i) Remove the heuristic in (2-b)
ii) Use a priority queue to hold nodes which should be explored; prefer nodes which give new source code coverage over others
(or alternatively prefer nodes with least depth of loop stack)

Me and Artem have evaluated the option (i) and the results were surprisingly good: some reports disappear, and slightly more reports reappear.
The quality of the new reports seems to be slightly better, and I am still trying to figure out exact reasons.
I suspect merges resulting from heuristic (2-b) cause us to lose some actually valid reports.

Option (ii) has not been evaluated fully yet, but current experiments show slightly more reports (5-10%), and a radical decline in report lengths
(e.g. from 400+ to <100 for largest reports)

Are there any thoughts on the matter?

Personally I think we should do both (i) and (ii), even if they would shake up the results.
- The original idea for heuristics (2-b) was to be able to produce a report even if we are out of budget, but since it actually results in less reports,
I think the data does not validate the approach.

- Option (ii) is AFAIK how most similar engines work, and should get us much larger coverage (and shorter paths) for the same node budget,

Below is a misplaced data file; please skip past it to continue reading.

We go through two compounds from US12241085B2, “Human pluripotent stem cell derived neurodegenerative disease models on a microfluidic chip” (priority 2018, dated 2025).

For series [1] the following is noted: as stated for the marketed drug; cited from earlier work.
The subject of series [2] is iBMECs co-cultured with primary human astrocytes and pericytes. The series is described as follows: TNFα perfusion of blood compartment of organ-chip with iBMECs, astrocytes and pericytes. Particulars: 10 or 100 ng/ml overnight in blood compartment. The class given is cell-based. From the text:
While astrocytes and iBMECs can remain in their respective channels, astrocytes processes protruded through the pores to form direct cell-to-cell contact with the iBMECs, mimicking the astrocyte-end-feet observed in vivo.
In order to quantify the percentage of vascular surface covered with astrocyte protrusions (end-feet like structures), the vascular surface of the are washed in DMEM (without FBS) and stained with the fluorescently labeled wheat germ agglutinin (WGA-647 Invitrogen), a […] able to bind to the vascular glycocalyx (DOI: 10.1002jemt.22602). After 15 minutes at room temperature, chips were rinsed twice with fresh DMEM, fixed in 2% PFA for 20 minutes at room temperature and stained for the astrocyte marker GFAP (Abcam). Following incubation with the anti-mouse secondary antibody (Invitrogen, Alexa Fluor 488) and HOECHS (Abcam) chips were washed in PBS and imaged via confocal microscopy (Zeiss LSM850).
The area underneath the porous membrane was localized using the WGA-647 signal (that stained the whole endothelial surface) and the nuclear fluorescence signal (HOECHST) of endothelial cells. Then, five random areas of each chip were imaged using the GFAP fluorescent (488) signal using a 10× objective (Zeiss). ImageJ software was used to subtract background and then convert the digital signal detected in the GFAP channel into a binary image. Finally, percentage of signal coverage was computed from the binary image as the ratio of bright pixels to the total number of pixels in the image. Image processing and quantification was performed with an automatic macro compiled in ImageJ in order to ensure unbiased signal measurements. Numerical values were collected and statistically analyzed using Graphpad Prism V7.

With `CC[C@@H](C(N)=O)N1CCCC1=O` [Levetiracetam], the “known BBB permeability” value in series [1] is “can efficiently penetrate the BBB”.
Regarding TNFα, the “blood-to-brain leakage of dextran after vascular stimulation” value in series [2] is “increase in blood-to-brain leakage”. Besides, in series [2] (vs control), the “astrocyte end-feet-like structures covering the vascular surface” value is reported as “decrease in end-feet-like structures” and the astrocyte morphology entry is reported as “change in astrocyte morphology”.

even at the cost of log(N) overhead of the priority queue. Moreover, not having the priority queue will bite us later if we ever decide to further
increase the analyzer budget or to increase the unroll limit.

George

Hi All,

I was investigating recently bug reports with very long analyzer paths (more than a few hundred nodes).
In many of such cases the path is long for no good reason: namely, the analyzer would go 3 times around the loop before
going further.
The issue is surprisingly common, and it was exacerbated with a recent bump of analyzer thresholds.

Yeah, i guess everybody who used the analyzer has seen some of those nasty reports with iterating over loops 4 times. It's like why does it find the issue on the last iteration rather than on the first iteration, given that we use a depth-first strategy? So it's a great long-overdue thing to fix.

George, do you have any non-internal before/after html reports to attach?